Naaman: or God Glorified, Part 3

 •  5 min. read  •  grade level: 7
3. From God's grace we are led on to God's government. These two we must never confound. God will show grace to sinners; He will carry on His government among His people. Gehazi is an instance of this: He could not understand the refusal of Elisha. "Behold," he says, "my master hath spared Naaman this Syrian in not receiving at his hands that which he brought; but, as the Lord liveth, I will run after him, and take somewhat of him." It was not to spare Naaman that Elisha refused the present. It was because grace was free, and the time to receive from the Gentile had not arrived. Gehazi could not understand either the one or the other. Had he possessed a right perception of grace, he would have gloried rather in the presents returning home, a witness that the God of Israel could give even to an enemy of Israel without receiving anything from him in return. Had he imbibed the true spirit of the time, he would have learned the incongruity of their being enriched by the Syrian. But he understood neither. The evil desire stimulated him, and he ran after Naaman till he reached the object of his Search. To the salutation " Is all well he responds, " All is well." Why then this haste, why this pursuit? Eager to get something from Naaman, he has a lie ready, which again reveals how he had failed to understand the right adjustment of things. Two children of the sons of the prophets were in wants and Elisha had sent to request something for them. Could not God have provided for His own servants without spoiling a Gentile? Could not Elisha look to God, and not to Naaman, for what they might need? Gehazi sees not the inconsistency of his story. He tells it-he gets what he asks, and more. Naaman is ready to give-that was right. Gehazi was desirous to receive-that was wrong. Bound on two of the young men, the presents are carried back, and Gehazi stores them away. He has perfectly succeeded in his plan, and he stands before his master. Another lie is now told. He forgets now before whom he stands. Could not the prophet search him? Could not he test most severely the accuracy of his statements? Blind to everything, he utters another lie when questioned, "whence comest thou?" He might deceive Naaman-he cannot deceive Elisha "Went not mine heart with thee, when the man turned again from his chariot to meet thee." An eye had seen him. The prophet's heart knew everything. Gehazi stood before him convicted, and sentence goes forth: " The leprosy, therefore, of Naaman shall cleave unto thee, and unto thy seed, forever." He should be, and his seed after him, standing witnesses of what it was to forget the character of his day.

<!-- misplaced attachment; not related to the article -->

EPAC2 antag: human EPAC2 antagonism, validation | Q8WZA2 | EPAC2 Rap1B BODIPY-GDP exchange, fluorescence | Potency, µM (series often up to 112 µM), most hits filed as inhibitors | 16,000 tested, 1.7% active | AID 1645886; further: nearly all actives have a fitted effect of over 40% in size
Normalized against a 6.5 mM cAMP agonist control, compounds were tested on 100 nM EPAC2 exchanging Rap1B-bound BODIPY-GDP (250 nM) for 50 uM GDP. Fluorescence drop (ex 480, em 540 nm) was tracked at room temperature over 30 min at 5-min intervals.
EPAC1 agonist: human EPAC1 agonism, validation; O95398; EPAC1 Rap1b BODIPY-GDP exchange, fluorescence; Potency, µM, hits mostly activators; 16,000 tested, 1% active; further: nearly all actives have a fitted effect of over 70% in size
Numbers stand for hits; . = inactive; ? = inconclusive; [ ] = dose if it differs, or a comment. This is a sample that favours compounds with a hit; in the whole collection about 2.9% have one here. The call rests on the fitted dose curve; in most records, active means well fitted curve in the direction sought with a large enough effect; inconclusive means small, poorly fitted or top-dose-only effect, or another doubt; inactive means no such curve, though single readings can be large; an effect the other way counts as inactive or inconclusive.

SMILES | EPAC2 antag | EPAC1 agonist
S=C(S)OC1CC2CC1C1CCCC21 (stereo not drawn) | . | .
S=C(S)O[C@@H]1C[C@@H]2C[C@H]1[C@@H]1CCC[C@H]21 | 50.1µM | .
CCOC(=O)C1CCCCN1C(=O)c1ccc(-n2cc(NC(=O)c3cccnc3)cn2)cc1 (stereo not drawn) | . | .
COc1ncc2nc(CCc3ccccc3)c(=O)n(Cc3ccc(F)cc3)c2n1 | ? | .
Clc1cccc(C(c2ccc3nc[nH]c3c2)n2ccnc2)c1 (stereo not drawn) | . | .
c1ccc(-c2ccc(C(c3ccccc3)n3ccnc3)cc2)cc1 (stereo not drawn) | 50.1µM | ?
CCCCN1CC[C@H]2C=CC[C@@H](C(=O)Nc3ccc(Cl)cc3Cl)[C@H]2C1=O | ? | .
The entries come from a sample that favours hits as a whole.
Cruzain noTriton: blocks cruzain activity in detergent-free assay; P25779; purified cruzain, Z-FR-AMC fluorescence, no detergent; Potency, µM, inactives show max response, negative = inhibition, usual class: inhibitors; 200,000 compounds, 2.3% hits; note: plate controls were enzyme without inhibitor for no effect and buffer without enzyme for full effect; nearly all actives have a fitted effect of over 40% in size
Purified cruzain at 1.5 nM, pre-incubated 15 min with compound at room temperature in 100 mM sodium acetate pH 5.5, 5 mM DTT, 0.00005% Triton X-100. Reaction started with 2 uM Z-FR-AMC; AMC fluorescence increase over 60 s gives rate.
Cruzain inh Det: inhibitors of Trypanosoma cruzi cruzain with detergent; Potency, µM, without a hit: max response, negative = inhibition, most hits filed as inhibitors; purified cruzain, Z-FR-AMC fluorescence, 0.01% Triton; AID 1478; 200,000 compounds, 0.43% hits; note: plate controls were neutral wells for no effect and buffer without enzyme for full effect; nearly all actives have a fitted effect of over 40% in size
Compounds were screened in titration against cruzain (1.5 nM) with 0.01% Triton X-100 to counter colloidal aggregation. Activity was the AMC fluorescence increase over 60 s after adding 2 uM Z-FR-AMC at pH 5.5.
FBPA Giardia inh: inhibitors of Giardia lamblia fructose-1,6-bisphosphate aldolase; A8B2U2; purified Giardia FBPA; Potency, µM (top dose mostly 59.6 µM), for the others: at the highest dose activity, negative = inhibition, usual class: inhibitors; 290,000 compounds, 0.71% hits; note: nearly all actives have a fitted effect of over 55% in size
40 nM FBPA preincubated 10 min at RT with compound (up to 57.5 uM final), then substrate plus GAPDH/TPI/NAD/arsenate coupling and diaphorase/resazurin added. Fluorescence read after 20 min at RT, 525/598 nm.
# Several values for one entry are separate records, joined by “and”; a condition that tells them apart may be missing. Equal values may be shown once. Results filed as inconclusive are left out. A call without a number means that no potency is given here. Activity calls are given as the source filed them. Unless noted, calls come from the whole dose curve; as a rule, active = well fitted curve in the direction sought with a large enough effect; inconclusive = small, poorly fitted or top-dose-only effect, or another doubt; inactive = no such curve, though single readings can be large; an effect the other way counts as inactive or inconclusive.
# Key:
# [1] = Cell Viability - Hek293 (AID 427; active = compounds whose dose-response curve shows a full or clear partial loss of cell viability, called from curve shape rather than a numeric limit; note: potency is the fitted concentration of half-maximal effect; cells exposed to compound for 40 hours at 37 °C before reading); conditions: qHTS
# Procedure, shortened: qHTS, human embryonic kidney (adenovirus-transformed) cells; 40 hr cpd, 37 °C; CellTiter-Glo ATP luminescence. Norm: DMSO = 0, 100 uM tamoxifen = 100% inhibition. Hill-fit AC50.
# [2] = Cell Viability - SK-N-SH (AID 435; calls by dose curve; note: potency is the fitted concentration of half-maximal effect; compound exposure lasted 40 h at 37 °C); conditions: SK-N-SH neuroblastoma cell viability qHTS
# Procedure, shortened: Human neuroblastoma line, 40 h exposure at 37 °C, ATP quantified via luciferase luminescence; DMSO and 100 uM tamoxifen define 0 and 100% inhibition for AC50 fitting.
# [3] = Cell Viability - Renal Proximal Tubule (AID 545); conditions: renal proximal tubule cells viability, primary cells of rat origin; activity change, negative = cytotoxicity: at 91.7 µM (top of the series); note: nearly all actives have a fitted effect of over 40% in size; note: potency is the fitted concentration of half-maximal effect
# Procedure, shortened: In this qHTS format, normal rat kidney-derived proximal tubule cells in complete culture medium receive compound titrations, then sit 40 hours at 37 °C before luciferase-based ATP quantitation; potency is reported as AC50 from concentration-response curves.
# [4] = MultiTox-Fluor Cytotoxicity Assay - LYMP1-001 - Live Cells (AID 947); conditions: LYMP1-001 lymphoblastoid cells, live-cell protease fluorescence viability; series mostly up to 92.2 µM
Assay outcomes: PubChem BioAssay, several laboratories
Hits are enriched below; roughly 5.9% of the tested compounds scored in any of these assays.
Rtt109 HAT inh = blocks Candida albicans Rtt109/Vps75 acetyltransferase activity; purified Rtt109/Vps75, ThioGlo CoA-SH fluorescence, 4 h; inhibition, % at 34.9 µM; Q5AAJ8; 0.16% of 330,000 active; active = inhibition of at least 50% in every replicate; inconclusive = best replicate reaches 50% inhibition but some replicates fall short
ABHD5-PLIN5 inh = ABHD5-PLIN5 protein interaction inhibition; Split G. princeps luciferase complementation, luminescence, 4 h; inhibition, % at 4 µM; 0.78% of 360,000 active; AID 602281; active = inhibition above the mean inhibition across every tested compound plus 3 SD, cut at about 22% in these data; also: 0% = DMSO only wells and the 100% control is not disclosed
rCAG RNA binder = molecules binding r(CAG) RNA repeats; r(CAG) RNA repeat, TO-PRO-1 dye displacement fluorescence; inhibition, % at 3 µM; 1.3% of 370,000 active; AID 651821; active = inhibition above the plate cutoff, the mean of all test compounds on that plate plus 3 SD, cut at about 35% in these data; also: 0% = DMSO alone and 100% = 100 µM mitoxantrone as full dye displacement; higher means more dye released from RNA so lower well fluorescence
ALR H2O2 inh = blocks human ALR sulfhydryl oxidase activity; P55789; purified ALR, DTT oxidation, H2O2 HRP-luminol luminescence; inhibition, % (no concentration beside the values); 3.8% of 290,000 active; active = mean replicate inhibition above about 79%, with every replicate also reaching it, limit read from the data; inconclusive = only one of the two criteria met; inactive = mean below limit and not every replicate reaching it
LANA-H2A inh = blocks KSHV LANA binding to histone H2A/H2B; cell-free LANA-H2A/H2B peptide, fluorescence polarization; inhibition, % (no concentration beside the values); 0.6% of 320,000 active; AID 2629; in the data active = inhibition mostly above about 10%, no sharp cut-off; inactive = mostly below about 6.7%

"Is it a time to receive money, and to receive garments, and olive yards, and vineyards, and sheep, and oxen, and men servants, and maid servants." Gehazi had forgotten the character of his day. Israel had before that time spoiled the Gentiles. They spoiled the Egyptians before they departed from Egypt. They enriched themselves with the spoil of Midian just previous to their entrance of the land: This was in keeping with the times. The jewels of gold were applied to the service of the sanctuary, such of them as had not been used for the golden calf. The plunder of the Midianites was apportioned out as God had directed; but Gehazi had no command to receive from Naaman, and had no intention of enriching the sanctuary with his gifts.
Besides, all this was out of keeping with the character of his day. Elisha's presence in Israel, as prophet, was in consequence of their departure from God. The servant should have discerned this. The prophet's presence was a constant protest against the condition of the people among whom he dwelt. Were those, who professed to know this, to act as if the time of rest and enjoyment had arrived? It was the day for protesting against the settlement of Israel as wine on the lees, unconcerned about God's glory, and indifferent to the claims of His holiness.
Were the professed servants of Jehovah to act as if the warfare was over? Under an idolatrous king in Samaria there could be no rest for those who had understanding of the times. A king in Samaria, with David's heir sitting on his throne at Jerusalem, showed at once all was not right, nor the time for enjoyment arrived. The condition of things around them, God's servants might not be empowered to alter; but they must not acquiesce in it, Elisha knew this, and acted accordingly. Gehazi was blinded to this, and thus fell under the exercise of God's government. For Israel the day will dawn, when they shall sit each man under his vine and fig tree. But the time for repose, and making themselves at home in the land, was not then. Gehazi forgot all this. Need we show how this has teaching for believers now I May we show that, like Elisha, we have the mind of God, and know the character of our day, and what is suited to it. " There remaineth a rest for the people of God." It is future, not present. It will be enjoyed above, not on earth.-C. E. S.